Customers can choose from several types and packages to accommodate their preferences. In addition to the base grade, which offers the spaciousness and sense of security suitable for a family with children, N BOX Custom is offered for customers who seek a vehicle with strong individuality and a sense of presence.

*1
Honda internal research, after the current mini-vehicle standards were applied (as of November 30, 2011)
*2
Honda's "man maximum, machine minimum" concept is a basic approach to Honda car design calling for maximizing the space available for people and minimizing the space required for mechanical components
*3
Honda internal research, "super-height" class (as of November 30, 2011)


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    • 1 Second Ago
  • 23 Comments
      • 3 Years Ago
      [blocked]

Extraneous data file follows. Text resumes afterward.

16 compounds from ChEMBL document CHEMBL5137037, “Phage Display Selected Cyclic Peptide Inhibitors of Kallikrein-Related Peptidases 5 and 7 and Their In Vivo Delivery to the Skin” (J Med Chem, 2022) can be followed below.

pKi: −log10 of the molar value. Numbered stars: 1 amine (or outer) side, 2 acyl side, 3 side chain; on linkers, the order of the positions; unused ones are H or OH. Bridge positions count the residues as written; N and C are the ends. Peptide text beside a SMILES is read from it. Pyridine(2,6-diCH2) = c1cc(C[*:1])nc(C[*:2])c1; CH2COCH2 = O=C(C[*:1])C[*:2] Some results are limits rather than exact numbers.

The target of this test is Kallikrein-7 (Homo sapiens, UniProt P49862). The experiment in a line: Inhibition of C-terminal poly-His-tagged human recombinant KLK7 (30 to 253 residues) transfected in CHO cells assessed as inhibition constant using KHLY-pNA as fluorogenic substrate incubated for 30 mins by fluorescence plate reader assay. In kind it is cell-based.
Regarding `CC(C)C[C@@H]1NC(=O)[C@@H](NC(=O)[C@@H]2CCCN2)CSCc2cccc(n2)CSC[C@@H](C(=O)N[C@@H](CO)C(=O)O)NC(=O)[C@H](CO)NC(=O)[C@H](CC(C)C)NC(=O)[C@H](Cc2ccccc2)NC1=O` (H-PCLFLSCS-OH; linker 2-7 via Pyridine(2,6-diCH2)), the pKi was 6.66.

Prince David
      • 3 Years Ago
      It's insane, bro!
      Easy_Eight
      • 3 Years Ago
      No more kerbing!
      trans-am phoenix
      • 3 Years Ago
      idk why i actually like these little things (this and the honda N Concept 4), they actually look pretty cool.
      AP1_S2K
      • 3 Years Ago
      i like these cars, but too bad they'll never make it to the U.S. They probably would sell well in urban areas such as SF or New York where space is a commodity.
      ryanandrewmartin
      • 3 Years Ago
      The Tokyo show kinda sucks.
        Miguro Takahashi
        • 3 Years Ago
        @ryanandrewmartin
        Not a big fan of cube shaped cars destined to be decked out in Hello Kitty decorations are ya? Haha. Guess you're gonna have to wait til April for the NYC auto show then. Hopefully there will be cars with big ass engines at that.